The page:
In 1935, another significant development was made in Germany. Allgemeine Elektrizitäts Gesellschaft (AEG) demonstrated the first commercially produced magnetic tape recorder, called the Magnetophon. Audio tape, which had the advantage of being fairly light as well as having good audio fidelity, ultimately replaced the bulkier wire recorders. The term "electronic music" (which first came into use during the 1930s) came to include the tape recorder as an essential element: "electronically produced sounds recorded on tape and arranged by the composer to form a musical composition" It was also indispensable to Musique concrète. Tape also gave rise to the first, analogue, sample-playback keyboards, the Chamberlin and its more famous successor the Mellotron, an electro-mechanical, polyphonic keyboard originally developed and built in Birmingham, England in the early 1960s.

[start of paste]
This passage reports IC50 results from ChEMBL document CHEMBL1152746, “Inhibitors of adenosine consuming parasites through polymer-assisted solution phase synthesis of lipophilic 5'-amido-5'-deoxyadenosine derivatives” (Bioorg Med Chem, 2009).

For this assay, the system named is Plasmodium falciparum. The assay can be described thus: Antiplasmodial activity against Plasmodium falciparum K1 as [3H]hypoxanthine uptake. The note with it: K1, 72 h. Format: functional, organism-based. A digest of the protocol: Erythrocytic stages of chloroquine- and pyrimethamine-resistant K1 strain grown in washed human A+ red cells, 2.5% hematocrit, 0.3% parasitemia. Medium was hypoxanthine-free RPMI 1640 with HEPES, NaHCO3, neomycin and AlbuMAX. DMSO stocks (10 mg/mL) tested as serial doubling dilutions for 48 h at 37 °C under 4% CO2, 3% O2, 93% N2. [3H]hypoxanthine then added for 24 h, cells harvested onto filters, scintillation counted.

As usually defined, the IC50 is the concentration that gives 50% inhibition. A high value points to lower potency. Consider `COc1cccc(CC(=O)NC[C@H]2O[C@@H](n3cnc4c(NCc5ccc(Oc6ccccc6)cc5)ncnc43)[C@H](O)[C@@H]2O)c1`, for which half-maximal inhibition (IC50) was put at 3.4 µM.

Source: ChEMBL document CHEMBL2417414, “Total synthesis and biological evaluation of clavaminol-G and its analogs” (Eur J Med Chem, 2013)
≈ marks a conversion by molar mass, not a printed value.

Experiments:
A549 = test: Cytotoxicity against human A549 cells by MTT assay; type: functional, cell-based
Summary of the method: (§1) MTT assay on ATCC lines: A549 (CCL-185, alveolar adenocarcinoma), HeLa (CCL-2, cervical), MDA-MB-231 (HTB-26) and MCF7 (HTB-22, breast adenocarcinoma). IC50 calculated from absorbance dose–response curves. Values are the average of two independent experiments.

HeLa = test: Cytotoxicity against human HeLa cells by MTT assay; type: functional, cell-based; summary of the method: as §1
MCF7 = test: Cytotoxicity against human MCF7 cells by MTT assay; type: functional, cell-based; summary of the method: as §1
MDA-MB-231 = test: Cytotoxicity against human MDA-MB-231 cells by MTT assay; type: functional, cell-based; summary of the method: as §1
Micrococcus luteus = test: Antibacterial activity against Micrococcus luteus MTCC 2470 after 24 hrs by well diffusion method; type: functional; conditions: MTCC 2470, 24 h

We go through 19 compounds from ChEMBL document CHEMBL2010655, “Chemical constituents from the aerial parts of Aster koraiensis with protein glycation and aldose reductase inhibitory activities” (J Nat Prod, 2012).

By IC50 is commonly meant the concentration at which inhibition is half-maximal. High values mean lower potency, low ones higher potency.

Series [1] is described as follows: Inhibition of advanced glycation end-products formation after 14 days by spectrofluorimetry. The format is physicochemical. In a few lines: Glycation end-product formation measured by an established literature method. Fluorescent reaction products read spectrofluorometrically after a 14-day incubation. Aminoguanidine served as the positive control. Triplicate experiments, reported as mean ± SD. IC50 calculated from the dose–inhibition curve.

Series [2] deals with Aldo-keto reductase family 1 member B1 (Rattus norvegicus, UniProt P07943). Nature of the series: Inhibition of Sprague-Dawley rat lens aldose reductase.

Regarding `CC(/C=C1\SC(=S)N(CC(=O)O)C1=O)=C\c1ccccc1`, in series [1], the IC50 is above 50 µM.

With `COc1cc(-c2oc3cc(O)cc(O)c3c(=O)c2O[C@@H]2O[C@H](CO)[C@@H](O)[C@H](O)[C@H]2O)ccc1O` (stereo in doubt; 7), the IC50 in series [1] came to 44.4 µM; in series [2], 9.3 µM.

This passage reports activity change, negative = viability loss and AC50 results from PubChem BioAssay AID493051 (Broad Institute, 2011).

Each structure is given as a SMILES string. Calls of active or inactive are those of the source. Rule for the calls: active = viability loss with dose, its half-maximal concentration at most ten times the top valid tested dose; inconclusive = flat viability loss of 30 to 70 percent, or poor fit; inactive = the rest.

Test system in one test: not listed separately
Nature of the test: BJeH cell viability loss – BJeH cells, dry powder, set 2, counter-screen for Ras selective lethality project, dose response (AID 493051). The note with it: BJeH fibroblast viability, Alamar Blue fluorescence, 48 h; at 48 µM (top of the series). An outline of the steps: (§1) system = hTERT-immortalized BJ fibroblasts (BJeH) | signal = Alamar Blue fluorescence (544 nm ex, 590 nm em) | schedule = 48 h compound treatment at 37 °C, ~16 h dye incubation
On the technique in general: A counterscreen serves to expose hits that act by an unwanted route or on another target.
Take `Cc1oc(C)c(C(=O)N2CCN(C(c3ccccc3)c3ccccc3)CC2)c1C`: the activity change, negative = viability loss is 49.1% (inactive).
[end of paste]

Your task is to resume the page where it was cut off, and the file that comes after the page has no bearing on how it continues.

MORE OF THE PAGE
During the 1940s–1960s, Raymond Scott, an American composer of electronic music, invented various kind of music sequencers for his electric compositions. Step sequencers played rigid patterns of notes using a grid of (usually) 16 buttons, or steps, each step being 1/16 of a measure. These patterns of notes were then chained together to form longer compositions. Software sequencers were continuously utilized since the 1950s in the context of computer music, including computer-played music (software sequencer), computer-composed music (music synthesis), and computer sound generation (sound synthesis).